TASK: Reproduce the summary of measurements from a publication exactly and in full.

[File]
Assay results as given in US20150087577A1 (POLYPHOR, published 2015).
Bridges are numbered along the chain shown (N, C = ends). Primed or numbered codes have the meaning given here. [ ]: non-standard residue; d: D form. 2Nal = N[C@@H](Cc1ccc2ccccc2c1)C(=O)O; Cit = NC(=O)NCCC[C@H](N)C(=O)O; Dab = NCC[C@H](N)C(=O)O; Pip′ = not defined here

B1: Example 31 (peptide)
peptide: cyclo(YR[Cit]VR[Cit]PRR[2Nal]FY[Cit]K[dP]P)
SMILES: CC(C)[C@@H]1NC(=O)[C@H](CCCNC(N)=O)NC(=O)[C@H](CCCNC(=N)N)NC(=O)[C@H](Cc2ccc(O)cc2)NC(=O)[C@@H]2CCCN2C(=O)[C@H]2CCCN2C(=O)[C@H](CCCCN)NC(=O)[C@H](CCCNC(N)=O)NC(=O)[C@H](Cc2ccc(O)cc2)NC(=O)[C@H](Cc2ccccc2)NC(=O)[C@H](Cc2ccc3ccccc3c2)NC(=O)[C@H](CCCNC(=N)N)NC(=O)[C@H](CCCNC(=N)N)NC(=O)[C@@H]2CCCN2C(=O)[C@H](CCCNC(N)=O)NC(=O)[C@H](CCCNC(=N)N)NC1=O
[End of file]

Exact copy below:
Assay results as given in US20150087577A1 (POLYPHOR, published 2015).
Bridges are numbered along the chain shown (N, C = ends). Primed or numbered codes have the meaning given here. [ ]: non-standard residue; d: D form. 2Nal = N[C@@H](Cc1ccc2ccccc2c1)C(=O)O; Cit = NC(=O)NCCC[C@H](N)C(=O)O; Dab = NCC[C@H](N)C(=O)O; Pip′ = not defined here

B1: Example 31 (peptide)
peptide: cyclo(YR[Cit]VR[Cit]PRR[2Nal]FY[Cit]K[dP]P)
SMILES: CC(C)[C@@H]1NC(=O)[C@H](CCCNC(N)=O)NC(=O)[C@H](CCCNC(=N)N)NC(=O)[C@H](Cc2ccc(O)cc2)NC(=O)[C@@H]2CCCN2C(=O)[C@H]2CCCN2C(=O)[C@H](CCCCN)NC(=O)[C@H](CCCNC(N)=O)NC(=O)[C@H](Cc2ccc(O)cc2)NC(=O)[C@H](Cc2ccccc2)NC(=O)[C@H](Cc2ccc3ccccc3c2)NC(=O)[C@H](CCCNC(=N)N)NC(=O)[C@H](CCCNC(=N)N)NC(=O)[C@@H]2CCCN2C(=O)[C@H](CCCNC(N)=O)NC(=O)[C@H](CCCNC(=N)N)NC1=O